mathematical expectation omid-e mazdâhik, bayuseš-e ~, ~ riyâzi Fr.: espérance mathématique In probability and statistics, of a random variable, the summation or integration, over all values of the random variable, of the product of the value and its probability of occurrence. Also called → expectation, → expected value. → mathematical; → expectation. |
mathematical object barâxt-e mazdâhik, ~ riyâzi Fr.: objet mathématique An → abstract object dealt with in mathematics that has a definition, obeys certain properties, and can be the target of certain operations. It is often built out of other, already defined objects. Some examples are → numbers, → functions, → triangles, martices (→ matrix), → groups, and entities such as → vector spaces, and → infinite series. → mathematical; → object. |
mathematician mazdâhikdân Fr.: mathématicien An expert or specialist in → mathematics. M.E. mathematicion, from M.Fr. mathematicien, from mathematique, from L. mathematicus, → mathematics. Mazdâhikdân, from mazdâhik, → mathematics, + -dân "knower," present stem of dânestan "to know," → science. |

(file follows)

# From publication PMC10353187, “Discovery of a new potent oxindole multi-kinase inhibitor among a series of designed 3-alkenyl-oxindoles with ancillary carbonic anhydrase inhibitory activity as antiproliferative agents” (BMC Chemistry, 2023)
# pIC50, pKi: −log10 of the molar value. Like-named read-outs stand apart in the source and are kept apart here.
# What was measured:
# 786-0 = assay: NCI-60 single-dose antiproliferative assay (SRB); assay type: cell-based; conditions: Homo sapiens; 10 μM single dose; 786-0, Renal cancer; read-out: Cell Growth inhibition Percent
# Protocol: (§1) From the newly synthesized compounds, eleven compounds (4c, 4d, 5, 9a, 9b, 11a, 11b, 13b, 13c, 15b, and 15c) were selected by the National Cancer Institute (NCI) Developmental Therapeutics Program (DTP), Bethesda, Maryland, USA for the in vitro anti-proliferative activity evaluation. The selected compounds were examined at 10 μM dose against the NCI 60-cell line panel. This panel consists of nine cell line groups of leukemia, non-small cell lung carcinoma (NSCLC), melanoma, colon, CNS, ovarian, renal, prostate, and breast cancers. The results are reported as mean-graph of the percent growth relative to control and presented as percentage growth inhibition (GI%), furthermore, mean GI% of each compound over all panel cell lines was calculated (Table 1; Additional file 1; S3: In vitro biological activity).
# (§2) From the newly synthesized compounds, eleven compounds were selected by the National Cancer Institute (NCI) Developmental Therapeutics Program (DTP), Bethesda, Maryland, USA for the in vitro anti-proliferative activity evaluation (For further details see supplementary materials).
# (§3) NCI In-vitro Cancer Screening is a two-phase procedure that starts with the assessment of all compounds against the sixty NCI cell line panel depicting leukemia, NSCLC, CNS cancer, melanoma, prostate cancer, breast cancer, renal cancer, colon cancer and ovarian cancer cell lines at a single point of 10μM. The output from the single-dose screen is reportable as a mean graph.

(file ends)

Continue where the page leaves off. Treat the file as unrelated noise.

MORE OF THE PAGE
mathematics mazdâhik (#), riyâzi (#) Fr.: mathématique A broad-ranging field of knowledge dealing with the systematic treatment of magnitude, relationships between figures and forms, and relations between quantities expressed symbolically. M.E. mathematic, from L. mathematica (ars), from Gk. mathematike (tekhne) "mathematical science," from mathema (gen. mathematos) "science, knowledge," (+ -ike, → -ics), related to manthein "to learn, to know" from PIE base *men- "to think," (cf. Av. mazdāh- "memory," as below, Lith. mandras "wide-awake," O.C.S. madru "wise, sage," Goth. mundonsis "to look at," Ger. munter "awake, lively"). Mazdâhik, from Av. mazdāh- "memory," mazdā-
"wisdom," mazdāθa- "what must be borne in mind;" from PIE
base *men- "to think," as above; cf.
Skt. medhā- "mental power, wisdom, intelligence;"
Gk. manthein, mathematike, as above. |
matrix mâtris (#) Fr.: matrice 1) An orderly array of numbers, algebraic symbols, or mathematical
functions, especially when such arrays are added and multiplied
according to certain rule; e.g. → Jordan matrix. From O.Fr. matrice, from L. matrix "female animal kept for breeding," in L.L. "womb, source, origin," from mater, → mother. Mâtris, loan from Fr., as above. |
matrix calculus afmârik-e mâtrishâ Fr.: calcul matriciel The treatment of matrices whose entries are functions. |